The board also has improved water resistance. To be honest, though, I don’t know why that would matter to anyone. I don’t skate in the rain. You shouldn’t skate in the rain. And we all do everything we possibly can to avoid puddles. I have experienced exactly one bad fall in my entire electric skateboarding career, and it was puddle-related.

So “yay, I guess,” that the board is even more water resistant, but I don’t think that will affect many people.

What I do really like, and what will actually affect many people, is the new carry handle. It looks a bit funny, but it is just so freaking convenient that I don’t even care.

Carrying an electric longboard isn’t a fun thing to do. When I ride to my local market, I walk around with my boards under my arm. They are heavy, there’s no good way to grip them, and the only slightly comfortable option is to go wheels out so the weight curls it into your arm, but which also means you’re rubbing sandpaper grip tape up against your shirt.

But with the carry handle, I can let the board hang at my side like a brief case. I don’t have to use my biceps to cradle the board, wear me out, and sand my shirt into dryer fluff.

How is the ride?

The 78A wheels are nice and soft, though with my hub motor setup I only had them on the front.

The board is a bit stiffer than I’m used to (though it feels like a wet noodle compared to my Exway X1 Pro).

The board does a decent job of absorbing shock, but the limited flex means you’ll feel more of it.

That’s probably the main area where I can see room for improvement.

Deck aside, the electronics of the board feel great. The remote, as usual, is the comfortable pistol-style that meshes nicely into the palm. The Standby feature makes starting up a breeze. And the board’s acceleration and braking are both smooth and surprisingly powerful.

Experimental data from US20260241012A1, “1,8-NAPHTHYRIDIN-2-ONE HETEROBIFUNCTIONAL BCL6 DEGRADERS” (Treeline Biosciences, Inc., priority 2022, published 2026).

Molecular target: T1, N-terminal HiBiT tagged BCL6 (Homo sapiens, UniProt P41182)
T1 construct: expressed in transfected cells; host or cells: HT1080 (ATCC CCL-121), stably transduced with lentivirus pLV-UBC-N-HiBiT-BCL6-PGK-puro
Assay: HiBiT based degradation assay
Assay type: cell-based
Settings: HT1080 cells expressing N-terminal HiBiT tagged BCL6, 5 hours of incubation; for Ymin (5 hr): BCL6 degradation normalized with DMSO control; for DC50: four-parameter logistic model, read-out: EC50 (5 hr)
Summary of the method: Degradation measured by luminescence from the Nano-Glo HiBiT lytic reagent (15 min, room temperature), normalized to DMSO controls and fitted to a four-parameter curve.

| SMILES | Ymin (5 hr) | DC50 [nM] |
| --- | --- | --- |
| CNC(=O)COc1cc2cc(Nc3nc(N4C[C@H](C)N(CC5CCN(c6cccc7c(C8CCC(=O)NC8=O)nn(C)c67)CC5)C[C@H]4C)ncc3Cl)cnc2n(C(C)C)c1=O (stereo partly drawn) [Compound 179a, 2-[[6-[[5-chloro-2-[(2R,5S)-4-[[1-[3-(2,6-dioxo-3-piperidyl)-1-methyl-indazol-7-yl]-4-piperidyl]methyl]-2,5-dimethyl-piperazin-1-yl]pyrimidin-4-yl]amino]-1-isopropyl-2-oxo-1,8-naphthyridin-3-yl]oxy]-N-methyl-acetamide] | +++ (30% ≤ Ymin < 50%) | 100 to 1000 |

Yes, this is a budget electric skateboard. But it doesn’t feel like a budget electric skateboard, at least not in the acceleration and braking department.

The top speed of 39 km/h (24 mph) is plenty for me, as I generally like to cruise right at 30-32 km/h (19-20 mph), and that leaves me a bit of room for bursts of speed. But I just don’t like to risk it by riding around at 50 km/h (31 mph) all the time. If that’s your jam, then this isn’t the board for you. Go with a higher power, higher speed board.

But for everyday riding, configurability and budget-friendly performance, the WowGo Knight would make an awesome board for most riders out there.

The board feels super stable, is decently comfortable and has great throttle/braking response. What more can you ask for and still stay under 500 bucks?

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Avatar for Micah Toll Micah Toll

Micah Toll is a personal electric vehicle enthusiast, battery nerd, and author of the Amazon #1 bestselling books DIY Lithium Batteries, DIY Solar Power, The Ultimate DIY Ebike Guide and The Electric Bike Manifesto.

The e-bikes that make up Micah’s current daily drivers are the $999 Lectric XP 2.0, the $1,095 Ride1Up Roadster V2, the $1,199 Rad Power Bikes RadMission, and the $3,299 Priority Current. But it’s a pretty evolving list these days.